I get a lot of questions about my camera and the settings I use. I thought it would be fun to make a list of 10 things I’ve learned along the way to get better pictures.
In the steps below I am assuming you have studied up a bit and know what they are and where to find these settings on your camera: ISO, f-stop (aperture), white balance, light meter, shutter speed. If not, you may need to get out that little manual that came with your camera. And read this book. This is a really good website too.
I love outside pictures! It is so much easier for me to get nice pictures if I am outside. Natural light is my friend.
- Turn your camera to Manual mode and make sure the flash is off.
- Adjust your ISO. If I am out in full sunlight (or really bright), I would put my ISO at 100. If it is kinda cloudy or shady to 200. Deep shade or getting dark out – 400. Any higher I would probably be inside.
- Adjust your white balance. I usually put mine on sunlight or shady option. You can set your own white balance – but I just use one of the settings on the camera.
- Adjust your F-stop (Aperture). I usually shoot between a 1.8 (that’s as low as my lens goes) to a 2.8. That is just preference. If I am doing a close up of something or someone I am at 1.8 (this will leave the background blurry and the subject standout). If I am trying to get a bigger picture (more things, people, etc) then I will go up to 2.8. If it is a big group of people I will adjust the f-stop higher to make sure that people don’t end up blurry. A good tip – regarding taking pictures of groups of people – adjust your f-stop to a number one higher than the number of people you are shooting. So if you are shooting 3 people have your f-stop up to 4, or 4 people adjust your f-stop to 5, etc. Just remember, a lower f-stop will eave that nice fuzzy back ground look, but if your subject is too big, too wide or too far away it could leave your subject(s) fuzzy if the f-stop is too low.
- I use my light meter to help me adjust my shutter speed. I can see my light meter as I look in the viewfinder of my camera. Adjust the shutter speed up or down so that when you look at your light meter – it is adjusted right in the middle. I tend to have it a little bit to the right of the middle (1 stop up) – because I like my pictures a little over exposed (lighter). If you are outside then you shouldn’t have much issues getting light into your camera…but you don’t want too much light! If you aren’t sure where to start with you shutter speed put your camera on AV mode and then see where the camera puts the shutter speed at and start at that point – you can then switch to manual and adjust up or down as you want.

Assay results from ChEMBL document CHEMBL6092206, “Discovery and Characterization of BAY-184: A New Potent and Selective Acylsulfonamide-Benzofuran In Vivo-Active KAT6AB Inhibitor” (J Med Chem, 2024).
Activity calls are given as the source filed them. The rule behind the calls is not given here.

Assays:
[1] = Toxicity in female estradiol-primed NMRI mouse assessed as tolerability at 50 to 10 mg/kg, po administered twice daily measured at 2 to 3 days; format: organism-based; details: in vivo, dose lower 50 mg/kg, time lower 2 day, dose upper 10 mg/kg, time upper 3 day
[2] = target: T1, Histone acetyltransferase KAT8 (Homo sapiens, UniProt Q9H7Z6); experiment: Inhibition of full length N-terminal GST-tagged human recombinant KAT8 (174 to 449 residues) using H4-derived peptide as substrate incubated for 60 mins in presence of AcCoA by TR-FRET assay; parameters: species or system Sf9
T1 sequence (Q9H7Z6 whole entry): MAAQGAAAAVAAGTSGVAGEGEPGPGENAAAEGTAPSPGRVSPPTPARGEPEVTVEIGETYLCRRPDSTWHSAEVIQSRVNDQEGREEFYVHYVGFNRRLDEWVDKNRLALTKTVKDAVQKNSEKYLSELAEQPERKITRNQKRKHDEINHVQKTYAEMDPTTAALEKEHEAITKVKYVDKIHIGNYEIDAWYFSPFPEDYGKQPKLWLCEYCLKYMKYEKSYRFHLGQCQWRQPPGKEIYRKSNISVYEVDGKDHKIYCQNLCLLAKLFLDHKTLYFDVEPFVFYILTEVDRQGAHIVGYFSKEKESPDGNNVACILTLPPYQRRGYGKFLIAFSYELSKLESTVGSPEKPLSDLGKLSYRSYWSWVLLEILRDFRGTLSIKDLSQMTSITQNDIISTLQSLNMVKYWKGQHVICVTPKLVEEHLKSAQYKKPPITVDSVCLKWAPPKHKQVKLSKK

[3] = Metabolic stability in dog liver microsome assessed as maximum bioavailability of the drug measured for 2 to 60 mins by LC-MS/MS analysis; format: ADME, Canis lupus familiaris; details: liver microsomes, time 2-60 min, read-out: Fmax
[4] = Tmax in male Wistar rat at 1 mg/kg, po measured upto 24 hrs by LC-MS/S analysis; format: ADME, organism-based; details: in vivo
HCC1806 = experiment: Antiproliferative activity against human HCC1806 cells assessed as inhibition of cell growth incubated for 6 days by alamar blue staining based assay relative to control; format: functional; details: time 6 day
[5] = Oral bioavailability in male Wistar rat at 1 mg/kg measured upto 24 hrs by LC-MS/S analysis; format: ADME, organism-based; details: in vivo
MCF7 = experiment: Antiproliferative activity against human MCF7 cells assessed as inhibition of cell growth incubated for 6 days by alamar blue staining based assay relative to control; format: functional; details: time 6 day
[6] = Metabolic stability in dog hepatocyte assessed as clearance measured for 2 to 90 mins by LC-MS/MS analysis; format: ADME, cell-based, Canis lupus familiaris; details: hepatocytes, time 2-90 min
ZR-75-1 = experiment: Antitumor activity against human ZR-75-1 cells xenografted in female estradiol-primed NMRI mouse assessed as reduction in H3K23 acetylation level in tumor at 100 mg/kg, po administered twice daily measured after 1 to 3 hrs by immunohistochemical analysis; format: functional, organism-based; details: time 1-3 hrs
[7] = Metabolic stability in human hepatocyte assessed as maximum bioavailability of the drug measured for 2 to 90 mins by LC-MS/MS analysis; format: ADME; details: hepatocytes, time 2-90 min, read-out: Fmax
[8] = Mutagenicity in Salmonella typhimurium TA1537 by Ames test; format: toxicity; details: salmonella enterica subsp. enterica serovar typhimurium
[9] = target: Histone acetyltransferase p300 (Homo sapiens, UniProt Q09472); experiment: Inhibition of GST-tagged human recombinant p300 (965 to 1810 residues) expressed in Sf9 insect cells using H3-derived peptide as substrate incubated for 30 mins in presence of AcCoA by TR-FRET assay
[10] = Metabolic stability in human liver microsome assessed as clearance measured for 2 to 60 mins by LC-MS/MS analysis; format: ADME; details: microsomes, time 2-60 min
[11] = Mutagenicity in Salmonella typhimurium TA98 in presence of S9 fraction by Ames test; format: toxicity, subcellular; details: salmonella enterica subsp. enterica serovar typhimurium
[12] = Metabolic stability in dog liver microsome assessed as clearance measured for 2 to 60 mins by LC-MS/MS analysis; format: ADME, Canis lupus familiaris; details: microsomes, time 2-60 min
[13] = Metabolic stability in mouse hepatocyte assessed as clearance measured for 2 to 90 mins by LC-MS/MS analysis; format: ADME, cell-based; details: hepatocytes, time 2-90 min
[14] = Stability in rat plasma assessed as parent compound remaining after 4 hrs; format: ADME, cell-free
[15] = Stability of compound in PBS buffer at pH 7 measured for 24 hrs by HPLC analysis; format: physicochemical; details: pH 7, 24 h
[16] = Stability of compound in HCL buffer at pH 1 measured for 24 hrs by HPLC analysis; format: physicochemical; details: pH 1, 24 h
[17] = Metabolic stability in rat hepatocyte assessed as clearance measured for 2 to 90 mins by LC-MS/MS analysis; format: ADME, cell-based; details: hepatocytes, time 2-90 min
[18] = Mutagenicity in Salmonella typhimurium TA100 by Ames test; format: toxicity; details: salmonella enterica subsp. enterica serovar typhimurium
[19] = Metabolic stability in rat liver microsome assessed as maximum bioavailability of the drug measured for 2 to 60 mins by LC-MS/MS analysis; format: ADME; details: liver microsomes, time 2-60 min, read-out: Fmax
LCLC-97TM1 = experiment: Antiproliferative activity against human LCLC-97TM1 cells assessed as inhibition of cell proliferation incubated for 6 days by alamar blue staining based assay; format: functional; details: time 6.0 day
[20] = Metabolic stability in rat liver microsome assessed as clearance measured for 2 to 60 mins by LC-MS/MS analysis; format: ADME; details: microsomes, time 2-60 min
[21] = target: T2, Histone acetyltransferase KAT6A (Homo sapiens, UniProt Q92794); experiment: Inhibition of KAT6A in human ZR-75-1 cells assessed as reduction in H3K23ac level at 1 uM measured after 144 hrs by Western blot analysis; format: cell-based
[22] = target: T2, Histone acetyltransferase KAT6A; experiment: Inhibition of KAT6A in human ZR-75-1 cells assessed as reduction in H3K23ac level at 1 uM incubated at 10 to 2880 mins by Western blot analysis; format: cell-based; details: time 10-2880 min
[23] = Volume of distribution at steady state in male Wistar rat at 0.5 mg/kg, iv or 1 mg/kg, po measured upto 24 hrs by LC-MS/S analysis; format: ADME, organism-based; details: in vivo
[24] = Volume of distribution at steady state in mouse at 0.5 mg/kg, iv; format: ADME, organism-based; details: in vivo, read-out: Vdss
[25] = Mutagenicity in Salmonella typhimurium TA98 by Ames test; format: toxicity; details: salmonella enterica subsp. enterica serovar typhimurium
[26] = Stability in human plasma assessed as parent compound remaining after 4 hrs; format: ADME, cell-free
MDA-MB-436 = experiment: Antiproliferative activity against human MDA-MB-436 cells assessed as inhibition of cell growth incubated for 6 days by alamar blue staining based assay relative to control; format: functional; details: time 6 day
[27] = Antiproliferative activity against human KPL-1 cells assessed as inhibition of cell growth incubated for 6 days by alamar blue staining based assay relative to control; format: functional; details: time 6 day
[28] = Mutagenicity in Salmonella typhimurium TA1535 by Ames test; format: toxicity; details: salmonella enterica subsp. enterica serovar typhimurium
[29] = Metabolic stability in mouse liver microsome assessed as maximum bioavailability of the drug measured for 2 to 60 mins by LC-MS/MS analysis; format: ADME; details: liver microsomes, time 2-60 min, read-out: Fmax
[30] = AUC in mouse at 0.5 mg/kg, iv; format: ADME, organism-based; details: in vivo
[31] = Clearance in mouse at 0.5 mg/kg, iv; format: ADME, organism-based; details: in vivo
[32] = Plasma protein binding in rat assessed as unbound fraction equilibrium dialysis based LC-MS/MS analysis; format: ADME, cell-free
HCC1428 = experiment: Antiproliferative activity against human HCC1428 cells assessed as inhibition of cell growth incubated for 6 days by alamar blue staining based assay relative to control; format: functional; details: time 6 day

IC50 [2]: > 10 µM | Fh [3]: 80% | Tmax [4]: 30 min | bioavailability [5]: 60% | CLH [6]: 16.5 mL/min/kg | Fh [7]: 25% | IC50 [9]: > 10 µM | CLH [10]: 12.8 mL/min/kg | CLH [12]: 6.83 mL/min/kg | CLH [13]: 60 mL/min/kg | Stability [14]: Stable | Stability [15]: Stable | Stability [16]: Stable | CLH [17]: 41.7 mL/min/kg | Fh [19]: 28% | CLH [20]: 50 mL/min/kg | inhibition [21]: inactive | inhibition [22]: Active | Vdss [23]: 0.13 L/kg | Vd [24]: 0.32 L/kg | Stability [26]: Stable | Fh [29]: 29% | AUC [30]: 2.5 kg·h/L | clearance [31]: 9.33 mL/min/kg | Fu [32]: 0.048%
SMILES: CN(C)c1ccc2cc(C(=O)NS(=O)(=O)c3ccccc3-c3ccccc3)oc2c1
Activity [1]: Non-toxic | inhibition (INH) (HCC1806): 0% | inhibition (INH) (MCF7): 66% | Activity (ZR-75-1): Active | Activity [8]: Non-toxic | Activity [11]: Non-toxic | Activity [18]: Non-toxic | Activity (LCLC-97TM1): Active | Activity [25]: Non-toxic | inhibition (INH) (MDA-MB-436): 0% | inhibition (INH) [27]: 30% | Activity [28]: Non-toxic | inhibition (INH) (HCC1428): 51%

- To avoid fuzzy photos – keep your shutter speed above the focal length of your lens. So if I am shooting with my 50 mm – I really don’t want my shutter speed to go below 1/50. And actually, I don’t like it to go under 1/ 100 – personal preference.
- Remember that three things are letting light into the camera. ISO, f-stop and shutter speed. So when I shoot, I can guess my ISO and f-stop based on the environment and what I am shooting. When I adjust my shutter speed – if I can’t get the light meter in the middle while keeping an acceptable shutter speed (for my lens above 1/50). Then I need to readjust the ISO and/or f-stop. Adjusting the ISO to a higher number will let more light into the camera (or a lower number less light). Adjusting the f-stop to a lower number will also let more light into the camera (or a higher number less light). I know to re-adjust the ISO and f-stop and then go back to my shutter speed and light meter. It’s a matter of adjusting these three things – until I have the right combination of settings to produce the best picture.
- The best time to shoot outside is early in the morning or right before sunset. Look for the golden light. During the middle of the day (unless it is cloudy) will cause harsh shadows and squinty eyes.
- If you can – have your subject facing the sunlight – but not blinding them! Although sunlight behind your subject can make for some fun pictures too. Just be aware of the sunglight, what angle it is coming at and set your camera to adjust to it. Just moving to a different angle may cause the need to adjust settings on the camera. Different angles = different light, even outside.
- Remember to adjust your camera when going from inside to outside! I get caught on this a lot.
50 mm f/2.8 ISO 400 1/60
So what could I have done better? My shutter speed was at 1/60 and my subject is moving. This should have told me to adjust. What I could have done, is adjust my f-stop down a bit and adjust my shutter speed up. I also could have adjusted my ISO up to 800. Although I feel like 800 is high for being outside.